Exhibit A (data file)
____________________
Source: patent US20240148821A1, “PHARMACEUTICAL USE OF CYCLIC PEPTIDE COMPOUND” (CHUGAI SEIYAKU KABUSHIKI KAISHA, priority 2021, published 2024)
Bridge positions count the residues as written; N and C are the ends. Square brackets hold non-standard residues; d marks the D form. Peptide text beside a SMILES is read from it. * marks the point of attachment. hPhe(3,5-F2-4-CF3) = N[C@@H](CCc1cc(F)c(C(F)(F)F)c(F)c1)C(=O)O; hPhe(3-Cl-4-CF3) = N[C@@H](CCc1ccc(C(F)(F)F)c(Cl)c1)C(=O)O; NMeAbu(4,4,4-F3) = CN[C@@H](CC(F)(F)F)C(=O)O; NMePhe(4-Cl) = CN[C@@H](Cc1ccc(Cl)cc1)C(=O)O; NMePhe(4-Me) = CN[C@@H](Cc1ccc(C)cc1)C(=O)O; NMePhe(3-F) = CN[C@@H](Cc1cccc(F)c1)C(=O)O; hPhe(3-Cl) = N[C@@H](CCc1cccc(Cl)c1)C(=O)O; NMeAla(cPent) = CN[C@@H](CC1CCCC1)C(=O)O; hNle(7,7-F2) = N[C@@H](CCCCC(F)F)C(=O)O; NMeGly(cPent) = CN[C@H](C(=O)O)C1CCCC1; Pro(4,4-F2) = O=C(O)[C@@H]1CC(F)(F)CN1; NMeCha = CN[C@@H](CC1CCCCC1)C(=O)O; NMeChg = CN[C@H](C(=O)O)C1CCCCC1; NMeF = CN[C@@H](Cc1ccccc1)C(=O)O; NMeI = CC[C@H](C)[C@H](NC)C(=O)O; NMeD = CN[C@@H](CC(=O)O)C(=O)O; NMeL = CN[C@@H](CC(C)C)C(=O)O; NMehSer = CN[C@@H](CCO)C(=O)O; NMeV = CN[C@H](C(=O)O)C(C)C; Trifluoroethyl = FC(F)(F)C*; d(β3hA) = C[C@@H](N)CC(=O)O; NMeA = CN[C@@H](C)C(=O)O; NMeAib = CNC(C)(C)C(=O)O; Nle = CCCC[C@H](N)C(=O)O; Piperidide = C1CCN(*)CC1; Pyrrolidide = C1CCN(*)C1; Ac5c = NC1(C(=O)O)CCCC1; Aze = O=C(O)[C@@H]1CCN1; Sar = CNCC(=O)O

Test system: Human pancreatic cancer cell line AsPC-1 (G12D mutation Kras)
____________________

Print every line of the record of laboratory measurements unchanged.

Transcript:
Source: patent US20240148821A1, “PHARMACEUTICAL USE OF CYCLIC PEPTIDE COMPOUND” (CHUGAI SEIYAKU KABUSHIKI KAISHA, priority 2021, published 2024)
Bridge positions count the residues as written; N and C are the ends. Square brackets hold non-standard residues; d marks the D form. Peptide text beside a SMILES is read from it. * marks the point of attachment. hPhe(3,5-F2-4-CF3) = N[C@@H](CCc1cc(F)c(C(F)(F)F)c(F)c1)C(=O)O; hPhe(3-Cl-4-CF3) = N[C@@H](CCc1ccc(C(F)(F)F)c(Cl)c1)C(=O)O; NMeAbu(4,4,4-F3) = CN[C@@H](CC(F)(F)F)C(=O)O; NMePhe(4-Cl) = CN[C@@H](Cc1ccc(Cl)cc1)C(=O)O; NMePhe(4-Me) = CN[C@@H](Cc1ccc(C)cc1)C(=O)O; NMePhe(3-F) = CN[C@@H](Cc1cccc(F)c1)C(=O)O; hPhe(3-Cl) = N[C@@H](CCc1cccc(Cl)c1)C(=O)O; NMeAla(cPent) = CN[C@@H](CC1CCCC1)C(=O)O; hNle(7,7-F2) = N[C@@H](CCCCC(F)F)C(=O)O; NMeGly(cPent) = CN[C@H](C(=O)O)C1CCCC1; Pro(4,4-F2) = O=C(O)[C@@H]1CC(F)(F)CN1; NMeCha = CN[C@@H](CC1CCCCC1)C(=O)O; NMeChg = CN[C@H](C(=O)O)C1CCCCC1; NMeF = CN[C@@H](Cc1ccccc1)C(=O)O; NMeI = CC[C@H](C)[C@H](NC)C(=O)O; NMeD = CN[C@@H](CC(=O)O)C(=O)O; NMeL = CN[C@@H](CC(C)C)C(=O)O; NMehSer = CN[C@@H](CCO)C(=O)O; NMeV = CN[C@H](C(=O)O)C(C)C; Trifluoroethyl = FC(F)(F)C*; d(β3hA) = C[C@@H](N)CC(=O)O; NMeA = CN[C@@H](C)C(=O)O; NMeAib = CNC(C)(C)C(=O)O; Nle = CCCC[C@H](N)C(=O)O; Piperidide = C1CCN(*)CC1; Pyrrolidide = C1CCN(*)C1; Ac5c = NC1(C(=O)O)CCCC1; Aze = O=C(O)[C@@H]1CCN1; Sar = CNCC(=O)O

Test system: Human pancreatic cancer cell line AsPC-1 (G12D mutation Kras)